Fresh when it gets here from
Julie Barrett I say this every December, but mean it this time.
Friday, December 9, 2016
Fasten your seat belts, it's going to be a bumpy post.
I knew 2016 was going to be hard for me, but I had already made plans to start stepping back from commitments. Ten or so more months, I told myself, and then I could step back. 2016 had other plans.
This pickle I'd gotten myself into was mostly of my own making. I don't work a standard 9-5 job, and so I figured I could rearrange my schedule to take care of some things. Help some people out. Well, some people looked at that and decided that I could rearrange my schedule for them, too. And I let it happen. Why? Oh, several reasons. It didn't seem like a big thing at first. And sadly, I'm one of these people who need approval. Gosh, maybe people would like me if I stepped up. (Yeah, I was bullied in school. What can I say?) I also took on more things that I really wanted to do, and those things led to other things and people working on projects dumping more stuff on me because, hey, I have a flexible schedule!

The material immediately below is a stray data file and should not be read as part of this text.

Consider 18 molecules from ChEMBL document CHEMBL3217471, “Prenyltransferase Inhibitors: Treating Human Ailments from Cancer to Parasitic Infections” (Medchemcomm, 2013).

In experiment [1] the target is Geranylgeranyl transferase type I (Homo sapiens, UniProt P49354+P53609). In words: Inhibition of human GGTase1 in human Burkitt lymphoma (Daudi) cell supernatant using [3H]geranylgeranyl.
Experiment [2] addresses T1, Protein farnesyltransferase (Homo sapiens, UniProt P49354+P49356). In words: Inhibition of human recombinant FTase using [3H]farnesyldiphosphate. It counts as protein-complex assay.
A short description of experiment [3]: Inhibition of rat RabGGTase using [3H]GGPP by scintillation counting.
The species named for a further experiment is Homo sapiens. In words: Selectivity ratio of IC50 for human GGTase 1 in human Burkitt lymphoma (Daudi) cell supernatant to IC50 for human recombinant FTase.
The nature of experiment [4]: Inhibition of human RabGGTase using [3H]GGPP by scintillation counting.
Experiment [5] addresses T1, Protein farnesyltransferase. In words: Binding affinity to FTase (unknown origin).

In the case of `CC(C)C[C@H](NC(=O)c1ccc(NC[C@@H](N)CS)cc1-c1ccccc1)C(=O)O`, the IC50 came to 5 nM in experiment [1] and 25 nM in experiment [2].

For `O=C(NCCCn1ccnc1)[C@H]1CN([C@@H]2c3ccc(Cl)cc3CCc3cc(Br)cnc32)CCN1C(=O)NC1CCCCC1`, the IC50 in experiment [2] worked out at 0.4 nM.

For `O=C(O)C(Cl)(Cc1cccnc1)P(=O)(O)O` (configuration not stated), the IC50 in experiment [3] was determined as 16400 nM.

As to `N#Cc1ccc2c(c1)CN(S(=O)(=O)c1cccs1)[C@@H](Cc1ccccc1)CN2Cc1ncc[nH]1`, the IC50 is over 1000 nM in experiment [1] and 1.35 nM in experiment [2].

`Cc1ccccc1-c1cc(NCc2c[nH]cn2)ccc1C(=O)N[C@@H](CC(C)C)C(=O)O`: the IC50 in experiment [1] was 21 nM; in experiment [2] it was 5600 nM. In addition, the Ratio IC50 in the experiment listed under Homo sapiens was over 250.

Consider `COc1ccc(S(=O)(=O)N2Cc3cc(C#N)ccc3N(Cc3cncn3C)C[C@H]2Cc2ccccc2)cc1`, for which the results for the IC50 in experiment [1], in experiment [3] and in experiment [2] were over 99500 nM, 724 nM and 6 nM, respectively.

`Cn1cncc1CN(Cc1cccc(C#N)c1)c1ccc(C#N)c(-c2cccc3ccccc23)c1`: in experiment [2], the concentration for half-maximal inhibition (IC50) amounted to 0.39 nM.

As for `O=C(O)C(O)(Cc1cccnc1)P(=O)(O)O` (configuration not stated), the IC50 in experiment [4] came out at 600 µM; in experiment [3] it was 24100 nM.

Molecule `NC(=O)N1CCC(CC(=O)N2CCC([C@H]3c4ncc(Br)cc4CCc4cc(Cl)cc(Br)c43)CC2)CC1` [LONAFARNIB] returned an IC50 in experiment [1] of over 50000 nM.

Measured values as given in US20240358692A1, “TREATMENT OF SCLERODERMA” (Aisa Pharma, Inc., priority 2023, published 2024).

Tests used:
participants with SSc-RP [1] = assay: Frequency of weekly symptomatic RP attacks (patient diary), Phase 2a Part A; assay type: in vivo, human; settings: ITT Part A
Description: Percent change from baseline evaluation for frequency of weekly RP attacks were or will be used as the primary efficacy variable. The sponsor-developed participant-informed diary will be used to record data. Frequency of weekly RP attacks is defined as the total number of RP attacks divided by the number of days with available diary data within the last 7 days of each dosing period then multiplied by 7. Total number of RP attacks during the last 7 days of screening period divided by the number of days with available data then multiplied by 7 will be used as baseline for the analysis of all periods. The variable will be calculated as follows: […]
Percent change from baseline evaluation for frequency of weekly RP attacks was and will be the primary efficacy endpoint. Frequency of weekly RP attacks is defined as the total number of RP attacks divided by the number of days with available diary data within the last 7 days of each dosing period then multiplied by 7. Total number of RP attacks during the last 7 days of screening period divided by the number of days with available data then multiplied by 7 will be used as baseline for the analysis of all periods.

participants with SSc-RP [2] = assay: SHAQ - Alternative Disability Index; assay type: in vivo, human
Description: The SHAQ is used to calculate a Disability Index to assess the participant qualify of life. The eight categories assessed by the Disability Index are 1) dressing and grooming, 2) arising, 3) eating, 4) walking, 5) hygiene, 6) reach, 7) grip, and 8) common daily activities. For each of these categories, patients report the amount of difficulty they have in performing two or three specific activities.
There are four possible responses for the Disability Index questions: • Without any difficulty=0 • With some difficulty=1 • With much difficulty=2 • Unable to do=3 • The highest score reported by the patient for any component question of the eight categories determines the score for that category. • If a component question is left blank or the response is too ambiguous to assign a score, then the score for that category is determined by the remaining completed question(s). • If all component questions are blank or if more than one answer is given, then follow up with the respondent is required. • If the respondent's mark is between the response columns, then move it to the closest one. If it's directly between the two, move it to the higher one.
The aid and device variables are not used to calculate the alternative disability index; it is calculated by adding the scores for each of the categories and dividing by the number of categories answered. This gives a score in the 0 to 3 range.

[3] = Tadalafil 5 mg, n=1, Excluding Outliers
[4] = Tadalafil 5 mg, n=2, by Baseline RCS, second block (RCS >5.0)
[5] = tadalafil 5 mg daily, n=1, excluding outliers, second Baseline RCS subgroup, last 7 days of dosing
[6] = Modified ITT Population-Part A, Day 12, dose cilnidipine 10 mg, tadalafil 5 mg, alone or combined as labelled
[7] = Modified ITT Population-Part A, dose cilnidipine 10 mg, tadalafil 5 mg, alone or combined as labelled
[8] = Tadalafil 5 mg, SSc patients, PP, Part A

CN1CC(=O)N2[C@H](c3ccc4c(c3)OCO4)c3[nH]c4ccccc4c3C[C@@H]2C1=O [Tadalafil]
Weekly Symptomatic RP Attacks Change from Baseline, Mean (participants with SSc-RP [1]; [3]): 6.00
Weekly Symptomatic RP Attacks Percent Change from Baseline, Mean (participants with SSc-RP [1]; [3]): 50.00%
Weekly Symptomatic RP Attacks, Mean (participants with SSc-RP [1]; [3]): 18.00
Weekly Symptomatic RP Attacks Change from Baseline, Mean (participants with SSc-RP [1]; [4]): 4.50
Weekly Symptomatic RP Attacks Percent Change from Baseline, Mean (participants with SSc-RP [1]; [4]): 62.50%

So yes, it's on me. I let it happen.
While I tried to juggle family, fannish, and professional things, the professional side slipped. Part of it was the economy. I've always bounced back from a recession. This time, not so much. I watched my income - and my self-esteem - dwindle down every year. When your professional life is tied up in creative work and that stuff isn't happening or isn't paying, it's easy to take it personally.
So I decided that things would change in 2016. I was going to back off on some commitments so I could concentrate more on the family and professional aspects of my life. (Hey, I'm still trying to find the top of my desk!) Well, 2016 definitely had other ideas. It was a brutal year for several of my good friends, and I stepped in to help because I could, and because I hate to see my friends suffer.
At the height of all this my mom went into the hospital. I was running a convention, taking up slack for some other people, and spending three or more hours a day on the road, at the hospital, and running my mother's household. I'd come home, stop at the grocery store, grab some food, fix dinner, and collapse - until it was time to do the next task. I'd go to bed and sleep fitfully. People I'd stepped in to help earlier in the year stepped in to help me. Sometimes payback is awesome! Other friends stepped in, too. It was enough to keep me from totally losing it, but my schedule was still just brutal. I love my friends, but they couldn't sit at my mother's bedside. They couldn't pay her bills, take my sister shopping (no one lived that close to her), go vet rehab centers, and do what few professional things were still on my plate. I had also made some commitments, and intended to keep them. It all damn near did me in.